Already committed to releasing a second album with Listen Loudest, Drake scrounged around Long Beach looking for a drummer to help him patch some songs together. Through mutual friends he found Jimi Silveroli, who, in addition to Drake, has been the one constant member in an otherwise revolving cast of Humpers. They've gone through several guitarists and at least three bass players. "One quit because he had a drug problem, one quit because he hated my songs, and the other one got fired for not showing up at gigs," recounts Drake of the streak of bad bassist luck. "Right now, though, the lineup has been pretty solid for the past few years. Once the band started doing better, things got more solid and stable, whereas when we were drawing ten people to our shows the band members were like, 'Oh, whatever.'"
Certainly the group's affiliation with Epitaph has helped strengthen its drawing power. Drake says that, unlike Sympathy, Epitaph has the financial clout needed to put the band on the road and get the records into stores across the country -- not just in the usual speciality boutiques and hipster outlets. "We left Sympathy on very good terms," Drake says. "We just hit a point where we had to get on a better label if we were going to tour, and we talked to [Epitaph head Brett Gurewitz] and he said they'd give us this much for a recording budget and we could play what we wanted, do whatever artwork we wanted, and it sounded great."
Before they moved to Epitaph, the Humpers were courted briefly by a few major labels, including Warner Bros. and MCA, but the band was unimpressed. "They approached us with such arrogance," Drake complains. "They'd send these label lackeys to the shows and they'd ask, 'Oh, do you have a demo?' It's like, 'We have three albums out. What do you mean a demo?' Then you'd find out that this person can't even sign you, that you have to stroke them to get up to that second level of lackeys, and I just didn't have the energy or ambition to do that."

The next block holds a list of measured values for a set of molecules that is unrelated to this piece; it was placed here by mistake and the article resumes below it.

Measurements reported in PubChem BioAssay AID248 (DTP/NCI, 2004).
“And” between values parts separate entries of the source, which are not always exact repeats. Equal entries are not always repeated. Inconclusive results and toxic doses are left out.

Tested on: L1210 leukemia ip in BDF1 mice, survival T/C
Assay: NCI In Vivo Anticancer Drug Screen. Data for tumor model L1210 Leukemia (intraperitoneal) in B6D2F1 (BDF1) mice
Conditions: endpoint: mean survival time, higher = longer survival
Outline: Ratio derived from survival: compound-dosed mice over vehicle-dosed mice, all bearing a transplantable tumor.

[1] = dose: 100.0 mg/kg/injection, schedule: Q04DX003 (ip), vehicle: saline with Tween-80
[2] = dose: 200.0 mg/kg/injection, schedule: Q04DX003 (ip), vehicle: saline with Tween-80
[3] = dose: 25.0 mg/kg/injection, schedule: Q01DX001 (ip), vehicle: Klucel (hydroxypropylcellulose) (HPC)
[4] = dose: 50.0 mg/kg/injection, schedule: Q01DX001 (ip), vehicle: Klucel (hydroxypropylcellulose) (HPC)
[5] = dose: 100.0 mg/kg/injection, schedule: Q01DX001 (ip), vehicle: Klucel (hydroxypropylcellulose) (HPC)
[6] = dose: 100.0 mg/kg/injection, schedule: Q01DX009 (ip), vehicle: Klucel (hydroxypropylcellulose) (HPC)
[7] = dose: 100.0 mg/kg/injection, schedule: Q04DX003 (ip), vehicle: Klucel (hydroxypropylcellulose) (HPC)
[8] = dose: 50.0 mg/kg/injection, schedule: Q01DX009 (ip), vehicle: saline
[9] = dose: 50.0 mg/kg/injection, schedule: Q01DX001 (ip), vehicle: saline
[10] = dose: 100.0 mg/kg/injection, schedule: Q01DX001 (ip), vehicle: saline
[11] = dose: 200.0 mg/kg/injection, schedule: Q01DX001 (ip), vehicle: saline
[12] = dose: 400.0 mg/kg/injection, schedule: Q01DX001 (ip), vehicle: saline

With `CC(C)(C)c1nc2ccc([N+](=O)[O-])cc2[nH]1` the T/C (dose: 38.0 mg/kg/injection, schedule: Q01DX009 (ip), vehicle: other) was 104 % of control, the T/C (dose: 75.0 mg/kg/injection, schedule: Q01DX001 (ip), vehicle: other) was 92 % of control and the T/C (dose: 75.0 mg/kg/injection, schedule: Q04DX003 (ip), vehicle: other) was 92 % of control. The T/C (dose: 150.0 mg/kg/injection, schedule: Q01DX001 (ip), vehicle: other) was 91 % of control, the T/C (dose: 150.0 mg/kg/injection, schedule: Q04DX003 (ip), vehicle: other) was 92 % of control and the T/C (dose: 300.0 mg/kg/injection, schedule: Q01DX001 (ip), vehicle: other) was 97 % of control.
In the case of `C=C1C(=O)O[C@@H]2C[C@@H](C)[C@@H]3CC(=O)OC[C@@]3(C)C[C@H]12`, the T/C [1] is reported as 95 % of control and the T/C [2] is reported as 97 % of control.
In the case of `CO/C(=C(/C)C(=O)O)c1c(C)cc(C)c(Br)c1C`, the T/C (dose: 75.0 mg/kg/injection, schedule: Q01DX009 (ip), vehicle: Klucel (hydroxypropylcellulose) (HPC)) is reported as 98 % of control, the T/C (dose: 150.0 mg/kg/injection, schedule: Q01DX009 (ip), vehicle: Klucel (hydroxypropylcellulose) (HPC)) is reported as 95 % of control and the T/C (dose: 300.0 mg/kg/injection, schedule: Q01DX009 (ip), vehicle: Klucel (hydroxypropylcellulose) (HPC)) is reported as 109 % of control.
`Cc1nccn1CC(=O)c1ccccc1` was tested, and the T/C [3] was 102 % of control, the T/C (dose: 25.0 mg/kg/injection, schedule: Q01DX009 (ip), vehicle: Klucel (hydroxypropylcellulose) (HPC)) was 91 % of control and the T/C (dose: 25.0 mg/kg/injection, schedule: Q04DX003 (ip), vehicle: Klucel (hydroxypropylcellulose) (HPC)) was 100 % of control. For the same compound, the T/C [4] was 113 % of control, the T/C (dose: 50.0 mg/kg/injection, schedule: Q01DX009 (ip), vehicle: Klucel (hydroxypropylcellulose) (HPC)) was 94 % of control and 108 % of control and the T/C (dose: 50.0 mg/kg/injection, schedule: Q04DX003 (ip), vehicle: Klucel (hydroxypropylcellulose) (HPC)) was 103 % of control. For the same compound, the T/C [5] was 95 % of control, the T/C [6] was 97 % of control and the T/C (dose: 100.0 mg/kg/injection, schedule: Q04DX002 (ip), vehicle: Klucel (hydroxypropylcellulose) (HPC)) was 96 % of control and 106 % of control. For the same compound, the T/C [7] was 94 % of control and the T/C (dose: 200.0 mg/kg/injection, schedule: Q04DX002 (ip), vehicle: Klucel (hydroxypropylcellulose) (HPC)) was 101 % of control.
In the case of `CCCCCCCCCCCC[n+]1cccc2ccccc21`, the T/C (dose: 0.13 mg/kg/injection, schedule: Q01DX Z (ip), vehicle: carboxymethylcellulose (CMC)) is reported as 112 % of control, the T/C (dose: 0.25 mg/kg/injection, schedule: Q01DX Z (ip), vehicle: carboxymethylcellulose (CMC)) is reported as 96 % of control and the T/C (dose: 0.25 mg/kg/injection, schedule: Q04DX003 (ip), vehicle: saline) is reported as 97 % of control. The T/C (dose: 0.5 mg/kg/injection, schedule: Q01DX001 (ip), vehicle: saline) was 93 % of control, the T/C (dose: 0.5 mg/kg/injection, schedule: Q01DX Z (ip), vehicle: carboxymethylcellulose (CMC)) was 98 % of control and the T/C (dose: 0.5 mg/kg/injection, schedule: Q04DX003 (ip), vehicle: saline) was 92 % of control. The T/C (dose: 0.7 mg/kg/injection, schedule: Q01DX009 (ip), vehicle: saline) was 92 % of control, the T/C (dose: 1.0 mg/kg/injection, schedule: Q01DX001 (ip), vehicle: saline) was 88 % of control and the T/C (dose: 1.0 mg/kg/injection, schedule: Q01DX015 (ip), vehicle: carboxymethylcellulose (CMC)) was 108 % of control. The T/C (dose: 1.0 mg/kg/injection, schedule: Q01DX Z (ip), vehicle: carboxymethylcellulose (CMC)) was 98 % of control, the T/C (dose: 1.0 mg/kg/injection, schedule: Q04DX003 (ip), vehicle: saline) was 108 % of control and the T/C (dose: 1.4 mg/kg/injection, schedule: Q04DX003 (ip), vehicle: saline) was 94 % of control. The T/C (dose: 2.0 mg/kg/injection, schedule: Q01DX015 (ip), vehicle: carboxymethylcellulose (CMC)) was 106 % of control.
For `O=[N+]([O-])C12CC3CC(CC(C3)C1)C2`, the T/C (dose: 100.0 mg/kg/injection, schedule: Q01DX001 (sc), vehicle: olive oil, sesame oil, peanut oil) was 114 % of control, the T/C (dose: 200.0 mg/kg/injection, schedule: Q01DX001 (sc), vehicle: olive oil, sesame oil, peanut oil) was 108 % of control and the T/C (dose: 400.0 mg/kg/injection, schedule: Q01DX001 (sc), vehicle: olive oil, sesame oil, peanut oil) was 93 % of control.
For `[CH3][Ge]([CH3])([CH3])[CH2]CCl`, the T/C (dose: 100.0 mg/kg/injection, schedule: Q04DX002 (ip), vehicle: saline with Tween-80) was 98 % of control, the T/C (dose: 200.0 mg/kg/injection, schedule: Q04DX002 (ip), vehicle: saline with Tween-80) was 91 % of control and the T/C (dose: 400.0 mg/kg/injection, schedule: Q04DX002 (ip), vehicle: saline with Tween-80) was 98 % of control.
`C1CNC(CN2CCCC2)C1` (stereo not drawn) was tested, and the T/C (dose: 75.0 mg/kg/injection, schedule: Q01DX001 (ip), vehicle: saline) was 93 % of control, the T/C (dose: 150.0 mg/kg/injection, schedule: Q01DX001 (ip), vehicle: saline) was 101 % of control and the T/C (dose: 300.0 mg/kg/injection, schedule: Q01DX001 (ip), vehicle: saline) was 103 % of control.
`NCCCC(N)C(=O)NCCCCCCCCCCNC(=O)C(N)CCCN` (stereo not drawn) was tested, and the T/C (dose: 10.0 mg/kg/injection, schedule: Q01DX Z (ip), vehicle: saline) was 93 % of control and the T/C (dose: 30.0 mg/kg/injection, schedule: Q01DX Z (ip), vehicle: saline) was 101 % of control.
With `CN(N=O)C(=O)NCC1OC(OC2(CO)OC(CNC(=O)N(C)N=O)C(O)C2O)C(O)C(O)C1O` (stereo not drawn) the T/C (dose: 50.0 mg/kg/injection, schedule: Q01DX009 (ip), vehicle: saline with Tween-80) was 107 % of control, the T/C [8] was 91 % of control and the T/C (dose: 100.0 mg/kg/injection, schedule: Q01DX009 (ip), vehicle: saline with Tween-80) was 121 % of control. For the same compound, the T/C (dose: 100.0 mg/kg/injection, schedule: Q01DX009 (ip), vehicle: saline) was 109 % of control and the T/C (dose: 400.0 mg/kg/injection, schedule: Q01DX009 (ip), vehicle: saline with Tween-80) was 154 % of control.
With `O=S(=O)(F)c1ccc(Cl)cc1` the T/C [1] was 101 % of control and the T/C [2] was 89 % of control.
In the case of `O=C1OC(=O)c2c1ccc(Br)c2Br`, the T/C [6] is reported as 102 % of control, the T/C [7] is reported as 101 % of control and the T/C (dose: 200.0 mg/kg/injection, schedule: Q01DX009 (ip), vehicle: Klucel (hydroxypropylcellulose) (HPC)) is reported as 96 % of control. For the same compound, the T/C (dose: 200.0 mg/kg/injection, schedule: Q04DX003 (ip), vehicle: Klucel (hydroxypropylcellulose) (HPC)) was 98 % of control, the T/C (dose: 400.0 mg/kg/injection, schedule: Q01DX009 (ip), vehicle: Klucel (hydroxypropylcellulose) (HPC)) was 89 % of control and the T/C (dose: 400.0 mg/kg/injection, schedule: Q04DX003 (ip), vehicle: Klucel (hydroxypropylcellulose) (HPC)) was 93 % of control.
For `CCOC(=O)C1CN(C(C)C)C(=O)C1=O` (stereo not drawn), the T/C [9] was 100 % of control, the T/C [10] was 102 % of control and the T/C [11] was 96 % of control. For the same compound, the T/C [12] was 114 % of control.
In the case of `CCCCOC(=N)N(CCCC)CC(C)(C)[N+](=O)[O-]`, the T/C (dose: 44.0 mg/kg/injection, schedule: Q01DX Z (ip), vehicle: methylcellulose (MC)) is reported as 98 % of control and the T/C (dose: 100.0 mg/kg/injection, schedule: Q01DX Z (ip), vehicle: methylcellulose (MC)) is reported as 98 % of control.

And like every other underground act that's made the move from a respected indie to the much-loathed Epitaph, the Humpers faced the usual backlash from obscurantist tastemakers. Drake asserts, however, that "most people who like the band know what we're into and that we aren't hung up on being an anti-success, corporate-machine-fighting band." He also maintains that the Humpers' music has, if anything, gotten harder and more bare-boned since making the move to Epitaph. The production is no doubt sharper than it was on the pancake-flat Positively Sick on 4th Street, and the new songs from Plastique Valentine (especially "Here Comes Nothing" and "Mutate with Me") swagger with more assurance and confidence than the frantic older stuff. They may sound slick to the connoisseurs of scuzz-rock, but the Humpers can still scare the hell out of Bush fans.
"I think some people confuse success with selling out, but everything we've done [since signing] has come straight from the heart of what we're all about," says Drake. "Almost all of it has been cut totally live, whereas 4th Street was an overdubbed nightmare. Basically, we're playing what we want and finally getting somewhere by doing it. And we've never had any morals or integrity to be begin with, so the whole point of selling out is just ridiculous when applied to us."
The Humpers perform Wednesday, March 12, at Squeeze, 2 S New River Dr, Fort Lauderdale; 954-522-2151. Opening acts include Load and Radio Baghdad. Showtime is 10:00 p.m. Cover charge is $5.